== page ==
Review Date: September 28, 2002
Released by: Paramount
Release date: 9/3/2002
Region 1, NTSC
Widescreen 1.85:1 | 16x9: Yes
From 1980-1984 Jason Voorhees (and his mother) were dynamite at the box office. The first four films, no matter how repetitious, brought in countless amounts of cash for Paramount and cemented themselves forever in pop-culture. But as more and more of the Friday the 13th
films came out, each subsequent one after The Final Chapter
made less money than its predecessor until Paramount finally jumped ship (literally in Jason Takes Manhattan
). Despite Friday the 13th, Part VII: The New Blood
's moderate failure at the box office, many Friday fans hold the film in rather high regard. It introduced the series to fan-favorite, Kane Hodder, as Jason, and his portrayal is denoted as one of the most menacing of the series. So in hindsight, was the film's box office underperformance because the film was that much worse than the others in the series, or was The New Blood
simply a victim of audience's falling interest in the slasher film? Read on to find out.
After Tommy Jarvis' heroic battle with Jason at the end of Jason Lives
, Jason was chained and constrained to the bottom of the lake, where he was bound to be exiled forever (why the police never apprehended him after that is another story). Although Jason is now out of the picture, there is still tragedy to be had at Camp Crystal Lake, when a husband and father of one drowns in the lake only months after Jason's unofficial burial. His death was brought upon by the telekinetic abilities of his daughter, Tina, after she witnessed his father slapping around the Mrs.. The unexpected act has haunted Tina all her life, rendering her in a mental institution.
Approximately 15 year later (which would technically be around 2003), Tina (Lar Park-Lincoln
), under the guidance of her mother and the devious Dr. Crews (Terry Kiser
, of Weekend at Bernie's
fame), returns to Crystal Lake to try and rid herself of the guilt and mental anguish surrounding the death of her father. While Tina's trip to Crystal Lake is about therapeutics, Nick (Kevin Blair
) and his buddies are up at camp for a little bit of drugs, alcohol and sex. Sex wouldn't be the same without Jason on the prowl, so he is unsheathed from his watery grave accidentally by Tina in her attempts to resurrect her father.
Now free to engage in his trademark voyeurism and murder, Jason is out to crash Nick's party and do away with all the horny teenagers surrounding it. He first offs Michael (coincidence?), whom Nick's party was originally for, and then proceeds to the party. Tina can see these deaths happening, but no one, not even Dr. Crews or her new beau, Nick, will believe her. Despite Tina's warnings, everyone sticks around long enough for a date with a piece of Jason's weaponry, in the end leaving only Tina in a battle with everyone's favorite hockey mask wearing anti-hero. So if you ever wondered who would win in a fight, Carrie or a relentless zombie, watch the film's climax and all shall be revealed.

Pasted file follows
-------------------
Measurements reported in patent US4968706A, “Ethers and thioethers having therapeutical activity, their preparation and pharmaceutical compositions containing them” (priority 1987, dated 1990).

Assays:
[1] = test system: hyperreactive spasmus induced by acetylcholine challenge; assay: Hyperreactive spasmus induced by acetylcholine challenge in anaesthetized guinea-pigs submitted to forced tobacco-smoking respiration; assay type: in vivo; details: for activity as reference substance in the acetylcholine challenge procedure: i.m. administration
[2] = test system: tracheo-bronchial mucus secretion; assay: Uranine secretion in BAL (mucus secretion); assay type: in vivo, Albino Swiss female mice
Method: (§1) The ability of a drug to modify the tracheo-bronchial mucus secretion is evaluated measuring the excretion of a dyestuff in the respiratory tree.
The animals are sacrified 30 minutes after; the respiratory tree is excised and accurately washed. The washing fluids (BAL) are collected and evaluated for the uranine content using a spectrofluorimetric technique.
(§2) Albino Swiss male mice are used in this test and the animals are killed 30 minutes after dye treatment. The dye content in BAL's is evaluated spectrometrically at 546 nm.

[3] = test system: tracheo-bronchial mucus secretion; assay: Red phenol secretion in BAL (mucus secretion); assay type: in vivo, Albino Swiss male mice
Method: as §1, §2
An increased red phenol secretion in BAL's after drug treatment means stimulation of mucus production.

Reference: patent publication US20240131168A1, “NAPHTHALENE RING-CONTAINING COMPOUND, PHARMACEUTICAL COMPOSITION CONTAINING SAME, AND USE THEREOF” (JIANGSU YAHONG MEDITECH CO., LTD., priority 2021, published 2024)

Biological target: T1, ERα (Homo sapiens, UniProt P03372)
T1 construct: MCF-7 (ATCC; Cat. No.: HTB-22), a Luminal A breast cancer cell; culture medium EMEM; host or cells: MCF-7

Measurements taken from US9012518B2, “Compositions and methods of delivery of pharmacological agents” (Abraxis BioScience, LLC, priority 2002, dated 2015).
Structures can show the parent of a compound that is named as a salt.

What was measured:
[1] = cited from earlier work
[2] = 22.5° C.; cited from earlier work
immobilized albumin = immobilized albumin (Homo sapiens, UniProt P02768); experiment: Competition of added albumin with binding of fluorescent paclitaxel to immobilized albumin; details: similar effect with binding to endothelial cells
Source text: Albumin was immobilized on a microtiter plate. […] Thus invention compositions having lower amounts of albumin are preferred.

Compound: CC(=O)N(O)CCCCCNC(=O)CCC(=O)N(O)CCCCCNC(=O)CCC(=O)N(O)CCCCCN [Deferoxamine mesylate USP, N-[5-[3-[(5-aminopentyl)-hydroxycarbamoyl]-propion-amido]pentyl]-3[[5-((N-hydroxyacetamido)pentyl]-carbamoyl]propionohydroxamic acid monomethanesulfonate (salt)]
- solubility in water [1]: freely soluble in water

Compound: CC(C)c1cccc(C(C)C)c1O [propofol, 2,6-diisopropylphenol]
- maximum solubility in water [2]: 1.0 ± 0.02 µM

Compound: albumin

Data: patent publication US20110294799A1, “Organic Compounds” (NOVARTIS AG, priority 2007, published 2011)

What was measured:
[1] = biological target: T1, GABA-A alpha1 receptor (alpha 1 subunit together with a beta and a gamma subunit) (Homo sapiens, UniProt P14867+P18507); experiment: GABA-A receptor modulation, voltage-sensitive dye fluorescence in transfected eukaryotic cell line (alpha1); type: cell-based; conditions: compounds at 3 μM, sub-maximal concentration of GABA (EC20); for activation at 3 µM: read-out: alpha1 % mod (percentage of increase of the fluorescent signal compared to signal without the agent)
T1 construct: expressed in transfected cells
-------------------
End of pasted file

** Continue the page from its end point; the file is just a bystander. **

When dissecting the Friday the 13th
films, there is really only one surefire formula that guarantees their success. That formula is simply having Jason prowling around the woods of Crystal Lake killing horny teens, period. When the films deviated from this simple formula, they suffered (no Jason in A New Beginning
and Jason Goes To Hell
, and no Crystal Lake in Jason X
or Jason Takes Manhattan
). For an equation so straightforward, you would figure the filmmakers would get it right every time, but alas, the later films deviated too far from the plot that made the original films so successful. The New Blood
although not all that inspired and somewhat gimmicky, remains a good film in the series because it delivers all the clichés that the fans expect and enjoy.
The stock characters are all here: the troubled heroine, the sensitive bad boy, the pot head, the sci-fi geek, the ugly duckling, the bitch, the slut, the party animal and the token African-American, and they are all at Jason's disposal. Jason's weaponry is perhaps most pronounced this time out, as he decapitates his victims with objects as diverse as a hedge trimmer and a tent spike (is there a shed nearby or what?!). There is also the inevitable women-in-peril during the film's climax, which itself is quite good.
Where the film falters somewhat is its deviation from the formula by including the whole supernatural element. The idea of Tina being kinetic screams "gimmick!" and the surprise ending is a real stretch and more implausible than all the previous films combined. Lar Park-Lincoln (despite her horrible name) and the always-watchable Terry Kiser give strong performances (by Friday the 13th
's standards), and help the viewer forget the uninspired plot.